A Dose of Human Kindness, Now in Chemical Form

Can the hormone oxytocin drive us to be more generous?

By Jennifer BaroneApr 4, 2008 5:00 AM


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THE STUDY Oxytocin Increases Generosity in Humans,” by Paul Zak et al., published in the November 2007 issue of PLoS ONE.

THE QUESTION What drives us to be charitable to strangers when it is costly to ourselves? Researchers investigated the role that the hormone oxytocin plays in regulating our generous behavior.

THE METHOD Produced naturally during sexual arousal and childbirth, oxytocin has long been linked to social behaviors. By binding to brain regions associated with emotion, the hormone helps parents bond with children and increases trust. Adding a twist to this story, neuroeconomist Paul Zak of Claremont Graduate University proposed that oxytocin might also play a role in material generosity by promoting the ability to empathize with others.

To test his hypothesis, Zak focused on monetary transfers. He rounded up 68 male participants (women were excluded because oxytocin increases the risk of miscarriage) and administered oxytocin to half of them through a nasal inhaler. The other half inhaled only salt water. Then participants were paired randomly and identified only by a number via computer, a setup that prevented them from identifying each other or talking at all.

In a first round of trials, subjects were told that one of each pair would receive $10 but would need to offer his partner a share. If the partner accepted the offer, they would divide the money as proposed by the other partner. But if the subject rejected the offer—which might happen if the offer seemed too stingy—neither person would get anything. Prior to learning which role he would assume (giver or receiver), each participant was asked to decide on personal courses of action—if doling out the money, how much would he give, and if receiving, what was the minimum offer he would accept? “We used this strategy to force people to take another’s perspective,” Zak explains. The money was real, and players received cash at the end in accordance with these rules.

In a second round, the same people were paired, but this time the receiving partner had no say over the offer: He had to accept it, no matter what it was.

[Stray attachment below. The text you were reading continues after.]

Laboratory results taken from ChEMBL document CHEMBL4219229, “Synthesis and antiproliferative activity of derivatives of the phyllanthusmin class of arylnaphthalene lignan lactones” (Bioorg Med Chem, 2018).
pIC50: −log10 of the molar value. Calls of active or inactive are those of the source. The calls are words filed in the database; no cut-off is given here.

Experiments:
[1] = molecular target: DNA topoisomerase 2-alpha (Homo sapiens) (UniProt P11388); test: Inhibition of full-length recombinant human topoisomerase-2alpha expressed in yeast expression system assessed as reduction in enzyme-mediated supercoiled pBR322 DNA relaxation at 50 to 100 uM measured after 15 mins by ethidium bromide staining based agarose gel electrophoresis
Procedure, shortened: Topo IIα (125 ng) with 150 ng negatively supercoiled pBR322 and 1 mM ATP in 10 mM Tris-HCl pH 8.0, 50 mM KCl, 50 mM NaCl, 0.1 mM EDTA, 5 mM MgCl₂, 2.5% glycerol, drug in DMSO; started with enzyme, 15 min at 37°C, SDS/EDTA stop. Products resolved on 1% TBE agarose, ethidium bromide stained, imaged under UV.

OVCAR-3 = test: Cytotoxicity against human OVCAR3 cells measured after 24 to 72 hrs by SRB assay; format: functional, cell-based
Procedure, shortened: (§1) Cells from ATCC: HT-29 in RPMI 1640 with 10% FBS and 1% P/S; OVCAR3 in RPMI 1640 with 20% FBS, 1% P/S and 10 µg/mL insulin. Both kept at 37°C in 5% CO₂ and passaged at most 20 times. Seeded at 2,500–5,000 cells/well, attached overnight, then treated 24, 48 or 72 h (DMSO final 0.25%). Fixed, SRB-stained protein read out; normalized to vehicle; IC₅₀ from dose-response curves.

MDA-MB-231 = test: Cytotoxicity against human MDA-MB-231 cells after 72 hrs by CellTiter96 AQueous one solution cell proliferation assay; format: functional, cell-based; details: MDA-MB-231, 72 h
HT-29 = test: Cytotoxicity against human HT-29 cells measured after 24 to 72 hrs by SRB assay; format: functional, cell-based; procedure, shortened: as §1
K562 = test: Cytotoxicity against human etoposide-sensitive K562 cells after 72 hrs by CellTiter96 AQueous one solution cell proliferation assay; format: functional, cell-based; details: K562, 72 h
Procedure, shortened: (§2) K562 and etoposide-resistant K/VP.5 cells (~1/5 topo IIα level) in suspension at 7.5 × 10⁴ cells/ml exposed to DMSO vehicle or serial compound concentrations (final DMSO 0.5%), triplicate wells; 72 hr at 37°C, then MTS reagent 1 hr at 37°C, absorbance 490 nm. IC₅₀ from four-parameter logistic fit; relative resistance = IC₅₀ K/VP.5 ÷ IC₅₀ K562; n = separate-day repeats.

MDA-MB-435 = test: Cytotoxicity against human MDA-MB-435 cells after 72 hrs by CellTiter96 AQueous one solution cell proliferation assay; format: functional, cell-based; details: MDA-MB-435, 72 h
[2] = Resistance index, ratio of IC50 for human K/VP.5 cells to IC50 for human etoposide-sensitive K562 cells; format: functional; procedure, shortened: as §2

THE RESULTS In the first part of the study, oxytocin made no difference whatsoever in the minimum offer a partner was willing to accept: It was $2.97, on average, regardless of whether he received the hormone or a placebo.

But when it came to the actual generosity of giving, oxytocin mattered a lot. Those inhaling the hormone offered an average of $4.86 compared with $4.03 for those who inhaled saline. In fact, those who received oxytocin were so giving that they actually left the lab with about 5 percent less money than their placebo counterparts.

Results were different in the second trial, where recipients had to accept the offer no matter what. With no possibility of rejection, offers were lower overall ($3.68 on average), and there was no statistical difference between the oxytocin and placebo groups. In other words, oxytocin had no effect.

THE MEANING Since oxytocin increased the level of giving only in the first transaction—in which the partner’s response mattered—Zak concludes that the hormone’s effect is specific, altering generosity only when we have to think about others’ feelings. “When something drives us emotionally, when we feel connected to other people, that’s when we open our wallets,” he says.

Should you worry about casinos or charities spritzing this stuff in the air to make you spend or give more? “The answer is no,” Zak says. “You have to get a lot in your nose to get it into your brain. You would know you were getting it up your nose.” The larger danger is manipulation of our empathy and generosity through heart-wrenching images or narratives that cause the natural release of oxytocin to the brain.

Part of the motivation behind investigations like this one, Zak says, is that “as we become aware of these unconscious processes, we have better control over them.” But we would not want to override oxytocin’s effects. By increasing empathy, he says, oxytocin “makes us bind together as a species. All kinds of daily transactions require that people spend just a little bit of their time and resources to help someone out. I think society as we know it couldn’t exist without that.”

Stats Behind the study • Donors in the United States gave $295 billion to charities in 2006. • Nearly $223 billion of that came from individuals. • Who got the money? A third went to religious congregations, and 14 percent went to education. Foundations and human services organizations received more than 10 percent each. Cultural organizations and international affairs groups received 4 percent each. • The average person in the United States gave away 2.2 percent of after-tax income in 2005. • That same year, 65 million Americans donated time to charities. • 96 percent of volunteers said “feeling compassion toward other people” motivated them to give their time.Previous research by Zak and his colleagues suggests that because estrogen increases the number of oxytocin receptors, in countries where people consume larger amounts of plant-based estrogens (found in foods such as nuts, soy products, and legumes), average trust levels are higher.

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